Dr. Taft: Overall the research on stigma in IBS shows that it is a relatively highly stigmatized disease. The main themes of IBS stigma are feeling that symptoms are not taken seriously, others believe symptoms are self-inflicted or “all in their head”, feeling others aren’t interested in or don’t understand IBS, and being limited in opportunities. These occur across significant others (family, friends), healthcare practitioners, and colleagues or bosses. Approximately 65% of IBS patients report perceived stigma, with about 1/3 reporting “moderate to high” perceived stigma. Perceived stigma seems to impact younger patients more, and remains consistent over time versus going down the longer the person has IBS. Overall, IBS patients don’t tend to over-internalize these negative beliefs but do to some degree. Those who internalize more also report more depression and anxiety, but we’re not sure if the stigma caused the depression or anxiety, or vice versa. Lastly, we found males with IBS are more likely to be stigmatized based on our study that measured attitudes among the general public toward IBS patients.
Kate: What are some tools to help those living with stigma associated with their digestive health condition?
Dr. Taft: Stigma is tough because we’re trying to change the attitudes and beliefs of others, which isn’t really under our control. But the broader stigma research shows that people stigmatize groups that they do not understand well.
There are several things that make a disease more stigmatized. These include being invisible, having a relapsing and remitting course, being seen as under the person’s control or due to certain behaviors, and associated with taboo subjects (like poop).
Unfortunately IBS (and IBD and most other chronic digestive conditions) falls into all of these categories. To reduce stigma, we recommend talking about IBS to others. We know complete concealment of an illness from others actually leads to worse outcomes. If you think about it, it makes sense because keeping something hidden from everyone is really stressful. “What if they find out?” becomes a repeating thought and the person sometimes goes to great lengths to keep their disease hidden. The easiest way to do this is to withdraw socially, but this comes with an immense cost that often outweighs the worry that others will say insensitive things. So it’s good to come up with your talking points – brief descriptions or phrases to help communicate to others about your disease or how you’re doing. These will probably vary depending on who you’re talking to. I should say concealment is necessary sometimes, so I don’t advocate telling everyone in your life about your condition (unless you want to!). But having a few trusted people you can confide in can go a long way to release some of the pressure with keeping your disease hidden. Inviting a person who is behaving in a stigmatizing way to attend a patient education conference or other event related to your disease (like a fundraiser event) is a great way to break down stigma.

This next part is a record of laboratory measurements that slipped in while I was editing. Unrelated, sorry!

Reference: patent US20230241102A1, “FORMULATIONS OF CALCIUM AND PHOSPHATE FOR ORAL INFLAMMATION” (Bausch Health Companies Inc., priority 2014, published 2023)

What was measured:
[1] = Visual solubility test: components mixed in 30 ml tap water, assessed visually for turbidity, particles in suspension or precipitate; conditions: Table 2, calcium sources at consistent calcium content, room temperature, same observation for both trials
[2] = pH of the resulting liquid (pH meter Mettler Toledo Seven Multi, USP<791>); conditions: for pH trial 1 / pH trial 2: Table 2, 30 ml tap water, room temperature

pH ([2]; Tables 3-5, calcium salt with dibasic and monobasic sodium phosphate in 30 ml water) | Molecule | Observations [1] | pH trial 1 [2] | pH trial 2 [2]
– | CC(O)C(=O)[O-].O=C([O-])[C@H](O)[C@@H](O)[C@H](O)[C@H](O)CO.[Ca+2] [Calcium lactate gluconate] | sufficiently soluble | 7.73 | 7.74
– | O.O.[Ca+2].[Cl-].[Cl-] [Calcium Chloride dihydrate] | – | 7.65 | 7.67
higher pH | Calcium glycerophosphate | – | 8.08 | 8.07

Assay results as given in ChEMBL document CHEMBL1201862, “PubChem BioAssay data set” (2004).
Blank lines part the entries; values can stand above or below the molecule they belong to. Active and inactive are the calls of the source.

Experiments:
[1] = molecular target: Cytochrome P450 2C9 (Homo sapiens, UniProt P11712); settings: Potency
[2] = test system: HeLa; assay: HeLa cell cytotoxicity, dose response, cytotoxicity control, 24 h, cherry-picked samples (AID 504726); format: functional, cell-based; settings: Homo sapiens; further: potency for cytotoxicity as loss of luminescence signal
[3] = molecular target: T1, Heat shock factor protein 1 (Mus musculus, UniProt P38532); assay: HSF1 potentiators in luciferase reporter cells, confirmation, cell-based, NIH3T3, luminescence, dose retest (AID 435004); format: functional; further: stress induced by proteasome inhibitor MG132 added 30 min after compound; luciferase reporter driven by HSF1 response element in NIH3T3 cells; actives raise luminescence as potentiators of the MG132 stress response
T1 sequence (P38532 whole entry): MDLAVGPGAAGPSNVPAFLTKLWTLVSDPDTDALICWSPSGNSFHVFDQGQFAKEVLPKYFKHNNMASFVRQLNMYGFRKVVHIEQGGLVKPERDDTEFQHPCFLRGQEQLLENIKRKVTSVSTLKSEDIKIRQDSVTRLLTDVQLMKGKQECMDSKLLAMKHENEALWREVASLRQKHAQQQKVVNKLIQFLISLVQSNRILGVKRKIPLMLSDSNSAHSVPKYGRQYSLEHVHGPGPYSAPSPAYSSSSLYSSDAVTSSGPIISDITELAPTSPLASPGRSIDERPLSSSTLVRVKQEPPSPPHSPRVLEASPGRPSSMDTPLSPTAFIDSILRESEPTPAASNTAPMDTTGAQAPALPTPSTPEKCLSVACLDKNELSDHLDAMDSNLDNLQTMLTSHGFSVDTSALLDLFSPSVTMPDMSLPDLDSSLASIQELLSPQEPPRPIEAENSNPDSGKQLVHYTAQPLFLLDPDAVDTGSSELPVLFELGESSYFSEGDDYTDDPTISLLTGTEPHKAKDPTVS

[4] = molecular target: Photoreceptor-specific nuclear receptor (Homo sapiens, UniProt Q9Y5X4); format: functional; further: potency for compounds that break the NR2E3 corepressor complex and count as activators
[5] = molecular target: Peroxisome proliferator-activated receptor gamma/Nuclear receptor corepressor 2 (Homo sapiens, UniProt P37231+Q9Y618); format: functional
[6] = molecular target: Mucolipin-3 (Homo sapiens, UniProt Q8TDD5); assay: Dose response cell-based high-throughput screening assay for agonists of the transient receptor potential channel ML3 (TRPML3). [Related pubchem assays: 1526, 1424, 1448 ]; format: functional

Kate: I love this idea! During the month of April, I do the #IBelieveinyourStory campaign to raise research funds and awareness for IBS. Consider taking part in our upcoming Spin event or social media events next April 2020.
Dr. Taft: Research on discrimination shows the best way to reduce bias is to work together on a shared goal. However, sometimes all of these efforts don’t work. So I also tell people a chronic disease is the best way to figure out who your true friends are. Sometimes we have to shed toxic relationships fueled by stigma we can’t fix.
Dr. Taft: We do have control over internalized stigma. If you find yourself believing these stereotypes about your condition, you can re-assess your beliefs. Are they true? What evidence do I have to support it? Is this belief helping me live a meaningful life or is it hindering me? What would it be like not to believe this? What would I tell my friend if they believed this?
Kate: I see so many individuals on social media with handles that include their health condition. Do you think this can be healing or add to their feelings of stigma? Or does it depend?